If your ICS system needs to be remotely controlled, we would recommend to use a secure connection towards it (VPN, white listing IP’s, etc.) and enforcing a decent authentication (long and complex password/passphrase, no anonymous login). Since many ICS systems still don’t give you decent authentication out-of-the-box, make sure to put it behind a managed network and enforce decent authentication (and logging!), e.g. by using a jump server.

We will contact all identified companies with our findings and will offer them help with any potential remediation. In Belgium, this sort of ‘notification’ is still in a gray zone, legally speaking. Luckily, the Centre for Cybersecurity Belgium (CCB) is looking into proposing a ‘responsible disclosure’ law[4].

Raise Awareness

With this 30-minute research, we wanted to raise awareness about the criticality of ICS and other internet-attached systems and their lack of security. While companies are slowly but steadily investing more and more into information security, they often overlook ICS systems. Next to the end-user responsibility, we want to stress that a part of the responsibility is to be shared with the vendors and installation companies. We often see that they make no effort to secure these systems or offer no guidelines towards secure installation.

The loot

Disclaimer: We have removed all Personal Identifying Information from the screenshots below. We have not accessed any system; the screenshots were taken by Shodan. All screenshots listed below have been identified as originating from a system located in Belgium.

 

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The interface of a Tolsma storage technology climate control system

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The logon screen of a PoS system. While this system requires authentication, these versions of windows embedded often contain multiple vulnerabilities and should not be exposed unfiltered to the internet.

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The interface of a building heater system.

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The interface of a camera module for the Tolsma Storage Technology appliance.

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Again, an interface of a building heater system.

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The interface of an intercom system.

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The interface of a home automation system.

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The interface of a feeding machine for livestock.

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The interface of a Tritone Automatic Feeding System.

[1] https://www.wired.com/2014/11/countdown-to-zero-day-stuxnet/

[2] https://www.fireeye.com/blog/threat-research/2016/06/irongate_ics_malware.html

[3] https://www.shodan.io

[4] http://datanews.knack.be/ict/nieuws/ethisch-hacken-bijna-legaal-in-belgie-want-alles-zit-vol-lekken/article-normal-787153.html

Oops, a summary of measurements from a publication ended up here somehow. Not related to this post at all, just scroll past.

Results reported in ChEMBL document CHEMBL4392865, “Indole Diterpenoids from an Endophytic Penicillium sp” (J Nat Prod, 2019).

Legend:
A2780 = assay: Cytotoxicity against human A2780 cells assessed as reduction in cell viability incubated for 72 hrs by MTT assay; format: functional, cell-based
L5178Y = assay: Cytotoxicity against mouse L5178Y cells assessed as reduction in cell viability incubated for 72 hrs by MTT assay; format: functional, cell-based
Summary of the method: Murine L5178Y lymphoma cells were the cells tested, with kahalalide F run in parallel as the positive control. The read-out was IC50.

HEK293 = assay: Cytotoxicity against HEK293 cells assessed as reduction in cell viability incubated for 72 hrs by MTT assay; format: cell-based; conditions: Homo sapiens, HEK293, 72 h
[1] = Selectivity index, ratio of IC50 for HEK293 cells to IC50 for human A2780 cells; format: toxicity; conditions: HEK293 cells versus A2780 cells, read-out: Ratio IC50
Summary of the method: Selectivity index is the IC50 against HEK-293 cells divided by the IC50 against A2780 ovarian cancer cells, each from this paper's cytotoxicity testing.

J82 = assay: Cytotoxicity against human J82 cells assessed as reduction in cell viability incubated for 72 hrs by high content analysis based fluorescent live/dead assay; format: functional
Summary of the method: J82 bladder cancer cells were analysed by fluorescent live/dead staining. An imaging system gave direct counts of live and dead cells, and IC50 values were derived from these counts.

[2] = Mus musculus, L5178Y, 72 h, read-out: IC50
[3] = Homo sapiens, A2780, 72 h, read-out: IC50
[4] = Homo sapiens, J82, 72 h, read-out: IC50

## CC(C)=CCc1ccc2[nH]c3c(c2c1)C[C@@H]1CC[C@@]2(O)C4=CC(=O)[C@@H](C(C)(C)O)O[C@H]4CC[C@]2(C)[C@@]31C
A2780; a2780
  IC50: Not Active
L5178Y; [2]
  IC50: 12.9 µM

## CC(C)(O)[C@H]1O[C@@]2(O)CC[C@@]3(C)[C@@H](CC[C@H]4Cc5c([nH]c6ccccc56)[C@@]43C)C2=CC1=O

Analyzing an Office Maldoc with a VBA Emulator

Today we were informed of another maldoc sample. After a quick look, we were convinced that this sample would be a good candidate for Philippe Lagadec’s VBA emulator ViperMonkey.

The maldoc in a nutshell: when the spreadsheet is opened, the VBA code builds a long JScript script and then executes it. This script contains base64 code for an executable (ransomware Petya GoldenEye version), which is written to disk and executed. The building of the script is done with heavily obfuscated VBA code, so we thought it would be a good idea to try ViperMonkey. ViperMonkey is a free, open-source VBA emulator engine written in Python. You can use it to emulate VBA code on different platforms without MS Office.

Taking a look with oledump.py at this sample (md5 b231884cf0e4f33d84912e7a452d3a10), we see it contains a large VBA macro stream:

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Here is the end of the VBA code:

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Let’s analyze this with ViperMonkey:

vmonkey.py sample.vir

Since there are a lot of VBA statements, it will take ViperMonkey some time (couple of minutes) to parse this:

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In the end we get this result:

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ViperMonkey doesn’t identify any suspicious actions, but we see that the ActiveX object to be created is “MSScriptControl.ScriptControl”. This string was obfuscated with Chr concatenations, and ViperMonkey was able to parse it. To parse all obfuscated expressions like this, we provide option -e to ViperMonkey:

vmonkey.py -e sample.vir

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We this information, we can understand what subroutine Workbook_Open does: it executes a JScript script stored in variable LQ3.

How to we get the value of LQ3? We can set ViperMonkey’s log level to debug, and log the emulation of all statements. This will produce a lot of output, so it’s beter to redirect this to file.

vmonkey.py -l debug sample.vir > output.log 2> debug.log

Searching for the last occurrence of string “setting LQ3” in debug.log, we find the JScript script:

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This script decodes a BASE64 payload, writes it to disk and then executes it: it’s a new variant of Petya ransomware, GoldenEye.